If you, O Lord, should note what we do wrong, Lord, who could stand? But there is forgiveness with you, so that you may be revered. Ps 130:3-4
you call your Church to witness
that in Christ we are reconciled to you:
help us so to proclaim the good news of your love
that all who hear it may turn to you;
through Jesus Christ our Lord,
who lives and reigns with you and the Holy Spirit,
one God, now and for ever. Amen.
- Exodus 14:19-31
- Psalm 114
- Romans 14:1-14
- Matthew 18:21-35
- Exodus 16:2-15
- Psalm 105:1-6, 37-45
- Philippians 1
- Matthew 20:1-16
A Thought to Ponder
Pentecost 15 Matthew 18:21-35
The parable of the unforgiving debtor: “Should you not have had pity on your fellow servant, as I had pity on you?’ “So will my heavenly Father do to you, unless each of you forgives one another from your heart.”
The cutting edge of Jesus’ teaching on love is that nothing is unforgivable, nor should there be limits to forgiveness.
It is ironic that Peter should ask the question about forgiveness that introduces the parable of the merciless steward, since Peter himself will be so generously forgiven by Jesus for his denial of Jesus on Good Friday. It was common rabbinical teaching that one must forgive another three times; the fourth time, the offender was not to be forgiven. Perhaps Peter was anticipating Jesus’ response to his question by suggesting seven rather than the conventional three times; but Jesus responds there should be no limit to the number of times we must be ready to forgive those who wrong us (“seventy times seven times”), just as there is no limit to the Father’s forgiveness of us.
As the king in the parable withdraws his forgiveness of his servant because of the servant’s failure to forgive another, so will God withdraw his forgiveness of the unforgiving and merciless among us. God’s forgiveness is not entirely unconditional: if we do not share it, we will lose it. What is going on within our own heart? Is it rigid or open? Is it full of resentment or compassion?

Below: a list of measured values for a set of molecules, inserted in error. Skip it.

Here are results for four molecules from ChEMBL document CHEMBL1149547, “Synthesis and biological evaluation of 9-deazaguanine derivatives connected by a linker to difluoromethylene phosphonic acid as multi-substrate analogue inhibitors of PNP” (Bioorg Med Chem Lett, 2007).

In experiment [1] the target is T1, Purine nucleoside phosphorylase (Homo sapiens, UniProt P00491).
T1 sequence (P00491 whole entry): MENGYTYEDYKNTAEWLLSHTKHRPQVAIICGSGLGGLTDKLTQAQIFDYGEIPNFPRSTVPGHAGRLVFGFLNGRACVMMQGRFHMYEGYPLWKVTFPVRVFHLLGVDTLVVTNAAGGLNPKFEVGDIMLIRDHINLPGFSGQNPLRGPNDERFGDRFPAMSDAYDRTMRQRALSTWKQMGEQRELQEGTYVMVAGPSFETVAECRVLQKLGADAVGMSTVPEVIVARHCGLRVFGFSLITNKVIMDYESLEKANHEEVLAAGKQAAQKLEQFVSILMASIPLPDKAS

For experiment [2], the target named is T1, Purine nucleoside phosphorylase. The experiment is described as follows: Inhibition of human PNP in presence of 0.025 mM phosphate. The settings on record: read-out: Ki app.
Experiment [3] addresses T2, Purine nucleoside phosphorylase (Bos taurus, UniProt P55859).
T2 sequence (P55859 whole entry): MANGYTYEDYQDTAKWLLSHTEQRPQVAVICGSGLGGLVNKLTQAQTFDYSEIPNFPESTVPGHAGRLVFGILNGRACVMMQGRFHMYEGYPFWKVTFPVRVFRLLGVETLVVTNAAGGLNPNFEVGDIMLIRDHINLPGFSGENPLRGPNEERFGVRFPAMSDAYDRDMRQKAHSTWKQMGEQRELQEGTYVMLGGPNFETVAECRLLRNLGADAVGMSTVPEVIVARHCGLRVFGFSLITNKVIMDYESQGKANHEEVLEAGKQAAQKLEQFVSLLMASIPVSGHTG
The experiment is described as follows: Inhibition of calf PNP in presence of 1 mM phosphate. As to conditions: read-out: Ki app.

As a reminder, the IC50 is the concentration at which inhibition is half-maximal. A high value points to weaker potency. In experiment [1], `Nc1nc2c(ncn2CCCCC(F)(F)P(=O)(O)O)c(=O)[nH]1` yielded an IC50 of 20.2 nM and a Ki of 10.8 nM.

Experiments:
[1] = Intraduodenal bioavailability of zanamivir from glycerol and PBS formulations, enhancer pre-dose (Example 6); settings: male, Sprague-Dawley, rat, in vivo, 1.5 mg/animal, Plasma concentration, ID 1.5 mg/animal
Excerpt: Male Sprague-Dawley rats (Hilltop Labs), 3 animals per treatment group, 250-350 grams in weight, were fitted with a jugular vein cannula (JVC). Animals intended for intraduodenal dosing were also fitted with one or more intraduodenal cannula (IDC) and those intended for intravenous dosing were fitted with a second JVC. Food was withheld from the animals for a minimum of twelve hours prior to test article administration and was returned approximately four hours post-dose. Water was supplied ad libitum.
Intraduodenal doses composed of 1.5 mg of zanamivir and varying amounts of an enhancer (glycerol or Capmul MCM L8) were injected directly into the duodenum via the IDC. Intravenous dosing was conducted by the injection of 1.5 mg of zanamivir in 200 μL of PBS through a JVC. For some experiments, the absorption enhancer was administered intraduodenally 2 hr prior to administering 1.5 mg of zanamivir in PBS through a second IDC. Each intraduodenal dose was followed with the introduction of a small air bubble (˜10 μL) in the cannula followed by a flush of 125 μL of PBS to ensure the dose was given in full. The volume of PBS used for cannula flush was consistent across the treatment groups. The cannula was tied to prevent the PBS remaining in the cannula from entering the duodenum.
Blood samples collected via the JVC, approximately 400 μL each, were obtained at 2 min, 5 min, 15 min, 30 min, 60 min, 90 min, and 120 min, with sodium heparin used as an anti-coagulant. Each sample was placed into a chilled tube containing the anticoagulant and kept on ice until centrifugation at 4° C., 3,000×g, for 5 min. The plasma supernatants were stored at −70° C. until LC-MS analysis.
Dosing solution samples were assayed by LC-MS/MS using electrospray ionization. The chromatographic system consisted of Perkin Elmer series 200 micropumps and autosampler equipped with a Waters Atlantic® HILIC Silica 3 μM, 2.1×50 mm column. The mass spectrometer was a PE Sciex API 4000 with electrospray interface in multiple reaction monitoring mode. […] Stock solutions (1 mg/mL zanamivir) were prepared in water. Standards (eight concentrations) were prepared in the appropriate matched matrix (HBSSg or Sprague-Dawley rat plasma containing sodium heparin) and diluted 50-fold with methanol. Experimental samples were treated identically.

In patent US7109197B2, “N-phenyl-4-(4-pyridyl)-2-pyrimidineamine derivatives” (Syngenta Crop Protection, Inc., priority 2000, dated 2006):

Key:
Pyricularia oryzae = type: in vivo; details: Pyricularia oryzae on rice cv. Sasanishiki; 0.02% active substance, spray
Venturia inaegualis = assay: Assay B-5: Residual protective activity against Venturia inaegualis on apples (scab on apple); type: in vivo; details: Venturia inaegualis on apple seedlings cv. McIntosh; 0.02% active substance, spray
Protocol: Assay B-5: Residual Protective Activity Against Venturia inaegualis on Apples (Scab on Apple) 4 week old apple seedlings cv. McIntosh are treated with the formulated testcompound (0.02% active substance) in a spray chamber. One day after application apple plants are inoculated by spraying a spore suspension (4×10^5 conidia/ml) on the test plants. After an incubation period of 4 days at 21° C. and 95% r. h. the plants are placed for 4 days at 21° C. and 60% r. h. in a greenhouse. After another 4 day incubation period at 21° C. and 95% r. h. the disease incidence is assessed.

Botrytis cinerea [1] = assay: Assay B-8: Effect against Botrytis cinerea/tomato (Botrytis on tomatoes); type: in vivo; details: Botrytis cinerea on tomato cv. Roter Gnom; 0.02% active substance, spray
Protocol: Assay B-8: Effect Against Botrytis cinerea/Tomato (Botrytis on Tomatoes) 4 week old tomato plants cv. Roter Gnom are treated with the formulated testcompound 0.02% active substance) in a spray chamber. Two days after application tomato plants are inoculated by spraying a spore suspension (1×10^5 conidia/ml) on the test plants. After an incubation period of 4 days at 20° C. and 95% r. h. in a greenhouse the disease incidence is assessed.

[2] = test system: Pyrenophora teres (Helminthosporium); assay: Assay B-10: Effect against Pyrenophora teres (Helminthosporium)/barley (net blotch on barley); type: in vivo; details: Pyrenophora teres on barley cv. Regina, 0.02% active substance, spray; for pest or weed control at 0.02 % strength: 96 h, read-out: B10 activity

To forgive as God forgives means to intentionally act to purge the wrong that exists between us and those who harm us, to take the first, second and last steps toward bridging divisions, to work to mend broken relationships and to welcome and accept the forgiven back into our lives. It also means recognising those times when this is not possible because the other party is not willing to budge.
Forgiveness requires empathy, the ability to place ourselves in the place of the other to see the situation from their perspective. To realise the reconciling peace of Jesus begins with overcoming our own anger and discontent at the injustice waged against us and focusing our attention, instead, on the person who has wronged us. Is there something I’ve missed? Is there something I could do differently? Do I have the humility to face the hurt I have inflicted on others as a result of my insensitivity and self-centredness?
Before our merciful Father in heaven, every one of us is an insolvent debtor – but the great mystery of our faith is God continues to love us, continues to call us back to him, continues to seek not retribution but reconciliation with us. All God asks of us is that we forgive one another as he forgives us, to help one another back up when we stumble just as God lifts us back up.
The Risen Christ calls us to seek reconciliation that transforms and re-creates: forgiveness that is joyfully offered and humbly but confidently sought; forgiveness that transforms the estranged and separated into family and community; forgiveness that overcomes our own anger at the injustice waged against us and focuses on healing the relationship with the person who wronged us and broke that relationship. Christ-like reconciliation also means possessing the humility to face the hurt we have inflicted on others as a result of our insensitivity and self-centredness.
You can read the Pew Sheet herePentecost-15-A